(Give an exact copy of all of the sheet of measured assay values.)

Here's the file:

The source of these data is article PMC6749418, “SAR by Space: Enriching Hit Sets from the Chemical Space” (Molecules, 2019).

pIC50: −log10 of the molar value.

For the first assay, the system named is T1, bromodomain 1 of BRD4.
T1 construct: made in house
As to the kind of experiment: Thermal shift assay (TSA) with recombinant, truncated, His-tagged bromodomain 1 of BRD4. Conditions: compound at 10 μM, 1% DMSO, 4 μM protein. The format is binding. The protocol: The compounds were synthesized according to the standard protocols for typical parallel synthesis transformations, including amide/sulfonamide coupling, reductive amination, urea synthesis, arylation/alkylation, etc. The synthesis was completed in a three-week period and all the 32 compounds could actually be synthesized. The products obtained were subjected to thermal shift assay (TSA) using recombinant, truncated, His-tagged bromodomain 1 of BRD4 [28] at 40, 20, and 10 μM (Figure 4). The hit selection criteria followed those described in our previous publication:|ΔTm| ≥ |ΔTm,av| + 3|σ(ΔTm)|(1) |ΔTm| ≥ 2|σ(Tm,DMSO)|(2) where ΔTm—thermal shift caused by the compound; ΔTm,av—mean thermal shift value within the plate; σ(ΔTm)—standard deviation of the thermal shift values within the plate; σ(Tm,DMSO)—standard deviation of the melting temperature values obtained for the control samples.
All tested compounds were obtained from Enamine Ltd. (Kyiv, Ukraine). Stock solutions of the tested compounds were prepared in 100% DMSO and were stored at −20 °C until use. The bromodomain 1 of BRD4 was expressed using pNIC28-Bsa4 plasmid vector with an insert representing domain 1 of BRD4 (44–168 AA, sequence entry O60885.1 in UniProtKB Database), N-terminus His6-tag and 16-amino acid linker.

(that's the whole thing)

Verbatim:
The source of these data is article PMC6749418, “SAR by Space: Enriching Hit Sets from the Chemical Space” (Molecules, 2019).

pIC50: −log10 of the molar value.

For the first assay, the system named is T1, bromodomain 1 of BRD4.
T1 construct: made in house
As to the kind of experiment: Thermal shift assay (TSA) with recombinant, truncated, His-tagged bromodomain 1 of BRD4. Conditions: compound at 10 μM, 1% DMSO, 4 μM protein. The format is binding. The protocol: The compounds were synthesized according to the standard protocols for typical parallel synthesis transformations, including amide/sulfonamide coupling, reductive amination, urea synthesis, arylation/alkylation, etc. The synthesis was completed in a three-week period and all the 32 compounds could actually be synthesized. The products obtained were subjected to thermal shift assay (TSA) using recombinant, truncated, His-tagged bromodomain 1 of BRD4 [28] at 40, 20, and 10 μM (Figure 4). The hit selection criteria followed those described in our previous publication:|ΔTm| ≥ |ΔTm,av| + 3|σ(ΔTm)|(1) |ΔTm| ≥ 2|σ(Tm,DMSO)|(2) where ΔTm—thermal shift caused by the compound; ΔTm,av—mean thermal shift value within the plate; σ(ΔTm)—standard deviation of the thermal shift values within the plate; σ(Tm,DMSO)—standard deviation of the melting temperature values obtained for the control samples.
All tested compounds were obtained from Enamine Ltd. (Kyiv, Ukraine). Stock solutions of the tested compounds were prepared in 100% DMSO and were stored at −20 °C until use. The bromodomain 1 of BRD4 was expressed using pNIC28-Bsa4 plasmid vector with an insert representing domain 1 of BRD4 (44–168 AA, sequence entry O60885.1 in UniProtKB Database), N-terminus His6-tag and 16-amino acid linker.